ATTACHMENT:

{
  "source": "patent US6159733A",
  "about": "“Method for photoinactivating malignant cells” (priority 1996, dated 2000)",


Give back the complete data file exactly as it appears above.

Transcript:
{
  "source": "patent US6159733A",
  "about": "“Method for photoinactivating malignant cells” (priority 1996, dated 2000)",